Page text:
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June 15, 1901

An Introduction to Physiology

JAMA. 1901;XXXVI(24):1723. doi:10.1001/jama.1901.02470240051022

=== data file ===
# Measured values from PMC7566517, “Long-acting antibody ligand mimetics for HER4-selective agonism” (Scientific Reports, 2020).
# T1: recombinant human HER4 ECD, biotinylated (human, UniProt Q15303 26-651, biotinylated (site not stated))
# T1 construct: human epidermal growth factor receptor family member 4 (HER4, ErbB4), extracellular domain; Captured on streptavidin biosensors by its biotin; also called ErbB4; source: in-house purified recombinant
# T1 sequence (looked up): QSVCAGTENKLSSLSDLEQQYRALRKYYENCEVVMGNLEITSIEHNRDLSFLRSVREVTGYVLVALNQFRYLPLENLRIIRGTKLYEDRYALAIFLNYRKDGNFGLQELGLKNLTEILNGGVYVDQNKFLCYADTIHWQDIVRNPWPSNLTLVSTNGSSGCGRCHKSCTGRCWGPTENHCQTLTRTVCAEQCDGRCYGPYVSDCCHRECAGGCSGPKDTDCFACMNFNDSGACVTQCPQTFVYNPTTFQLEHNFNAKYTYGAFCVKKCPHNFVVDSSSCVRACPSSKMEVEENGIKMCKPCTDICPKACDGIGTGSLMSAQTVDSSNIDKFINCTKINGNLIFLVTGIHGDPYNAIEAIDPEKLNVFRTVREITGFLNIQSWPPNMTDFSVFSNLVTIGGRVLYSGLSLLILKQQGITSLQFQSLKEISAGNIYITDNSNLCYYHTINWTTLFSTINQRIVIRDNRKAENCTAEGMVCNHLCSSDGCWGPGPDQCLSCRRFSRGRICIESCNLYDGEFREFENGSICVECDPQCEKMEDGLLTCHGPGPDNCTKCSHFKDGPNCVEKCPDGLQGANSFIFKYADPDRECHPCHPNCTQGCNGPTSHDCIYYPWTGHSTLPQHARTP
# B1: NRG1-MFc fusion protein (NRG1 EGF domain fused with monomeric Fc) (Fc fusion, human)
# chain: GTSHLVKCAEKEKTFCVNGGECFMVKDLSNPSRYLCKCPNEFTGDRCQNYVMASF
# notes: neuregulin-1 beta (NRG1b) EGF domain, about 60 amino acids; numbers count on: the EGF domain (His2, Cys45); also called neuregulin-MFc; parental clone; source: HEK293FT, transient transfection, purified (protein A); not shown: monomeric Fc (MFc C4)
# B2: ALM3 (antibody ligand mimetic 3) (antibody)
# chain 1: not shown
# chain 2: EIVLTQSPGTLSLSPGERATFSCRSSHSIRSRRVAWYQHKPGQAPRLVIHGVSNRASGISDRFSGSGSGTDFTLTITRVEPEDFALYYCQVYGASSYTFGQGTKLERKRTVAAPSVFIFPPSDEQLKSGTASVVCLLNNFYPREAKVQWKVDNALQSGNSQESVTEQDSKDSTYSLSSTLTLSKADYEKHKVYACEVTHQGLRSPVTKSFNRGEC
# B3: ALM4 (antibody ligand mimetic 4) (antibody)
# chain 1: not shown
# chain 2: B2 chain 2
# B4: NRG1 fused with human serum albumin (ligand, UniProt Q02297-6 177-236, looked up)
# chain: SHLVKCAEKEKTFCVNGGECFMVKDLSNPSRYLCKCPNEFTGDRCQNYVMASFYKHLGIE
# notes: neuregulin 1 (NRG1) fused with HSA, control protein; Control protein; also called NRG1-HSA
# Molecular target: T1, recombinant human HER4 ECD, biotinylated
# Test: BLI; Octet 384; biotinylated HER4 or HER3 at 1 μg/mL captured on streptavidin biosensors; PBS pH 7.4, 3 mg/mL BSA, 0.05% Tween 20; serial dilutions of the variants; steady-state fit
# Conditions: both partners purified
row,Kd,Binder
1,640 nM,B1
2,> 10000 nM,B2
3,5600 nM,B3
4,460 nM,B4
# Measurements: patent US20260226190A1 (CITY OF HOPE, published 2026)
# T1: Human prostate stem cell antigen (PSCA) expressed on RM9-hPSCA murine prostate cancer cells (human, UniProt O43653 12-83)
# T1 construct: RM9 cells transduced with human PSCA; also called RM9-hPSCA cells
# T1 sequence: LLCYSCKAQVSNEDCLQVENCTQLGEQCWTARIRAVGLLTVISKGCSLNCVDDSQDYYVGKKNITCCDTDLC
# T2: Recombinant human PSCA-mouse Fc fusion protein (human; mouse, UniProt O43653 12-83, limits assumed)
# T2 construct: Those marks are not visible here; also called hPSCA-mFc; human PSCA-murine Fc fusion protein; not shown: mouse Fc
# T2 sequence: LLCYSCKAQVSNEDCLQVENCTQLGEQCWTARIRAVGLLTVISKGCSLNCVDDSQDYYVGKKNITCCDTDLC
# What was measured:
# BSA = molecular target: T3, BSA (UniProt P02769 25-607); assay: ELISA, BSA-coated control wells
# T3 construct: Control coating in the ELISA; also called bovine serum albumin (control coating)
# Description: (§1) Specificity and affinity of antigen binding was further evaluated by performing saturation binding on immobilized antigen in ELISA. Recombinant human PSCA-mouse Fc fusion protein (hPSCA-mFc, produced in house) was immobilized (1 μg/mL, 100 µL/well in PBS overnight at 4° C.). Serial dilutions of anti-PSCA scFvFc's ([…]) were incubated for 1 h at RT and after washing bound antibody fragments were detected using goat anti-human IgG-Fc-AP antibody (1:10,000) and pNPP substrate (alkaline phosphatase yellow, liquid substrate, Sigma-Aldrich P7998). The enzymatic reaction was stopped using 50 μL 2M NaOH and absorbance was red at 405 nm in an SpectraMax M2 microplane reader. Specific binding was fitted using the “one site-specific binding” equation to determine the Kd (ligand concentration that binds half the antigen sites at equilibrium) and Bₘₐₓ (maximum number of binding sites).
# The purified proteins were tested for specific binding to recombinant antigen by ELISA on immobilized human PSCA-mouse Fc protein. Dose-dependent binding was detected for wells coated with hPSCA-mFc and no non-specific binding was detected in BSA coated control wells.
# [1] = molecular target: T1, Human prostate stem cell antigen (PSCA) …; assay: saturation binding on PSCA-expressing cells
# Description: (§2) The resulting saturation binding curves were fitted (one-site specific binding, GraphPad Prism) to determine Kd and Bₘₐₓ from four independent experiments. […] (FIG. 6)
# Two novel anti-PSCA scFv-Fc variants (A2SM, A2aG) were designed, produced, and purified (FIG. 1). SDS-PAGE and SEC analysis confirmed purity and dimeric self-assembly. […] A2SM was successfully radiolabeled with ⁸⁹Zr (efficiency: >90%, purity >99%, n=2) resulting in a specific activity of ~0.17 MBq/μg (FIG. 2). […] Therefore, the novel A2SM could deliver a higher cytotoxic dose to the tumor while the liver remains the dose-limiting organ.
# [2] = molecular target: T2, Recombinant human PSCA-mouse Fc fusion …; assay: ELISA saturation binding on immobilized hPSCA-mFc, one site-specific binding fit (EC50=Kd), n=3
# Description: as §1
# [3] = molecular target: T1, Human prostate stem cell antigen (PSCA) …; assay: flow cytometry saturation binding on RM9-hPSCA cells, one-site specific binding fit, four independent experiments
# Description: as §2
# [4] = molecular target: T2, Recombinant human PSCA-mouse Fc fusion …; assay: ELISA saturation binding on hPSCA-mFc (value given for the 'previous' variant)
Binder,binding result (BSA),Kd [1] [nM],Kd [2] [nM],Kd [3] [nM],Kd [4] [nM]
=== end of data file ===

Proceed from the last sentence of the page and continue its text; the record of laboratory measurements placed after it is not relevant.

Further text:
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The leading principle in the system of teaching contemplated by this "Introduction" is that the student shall perform for himself the fundamental experiments of the science. As all experiments in physiology can not be performed in the time now ordinarily devoted to its teaching in medical schools, a careful selection must be made. In order to master at least one field necessary for the scientific training requisite for further independent study, the nerve and muscle has been selected as the part best adapted for exact observation and clear reasoning. Hence the experimental physiology of the nerve-muscle preparation is thoroughly set forth from various points of view. Then the mechanics of the circulation and the innervation of the heart and blood vessels are discussed. The apparatus described is trustworthy and quite simple. The subjects are presented from the chemico-physical standpoint, and the book is recommended as an excellent guide for the

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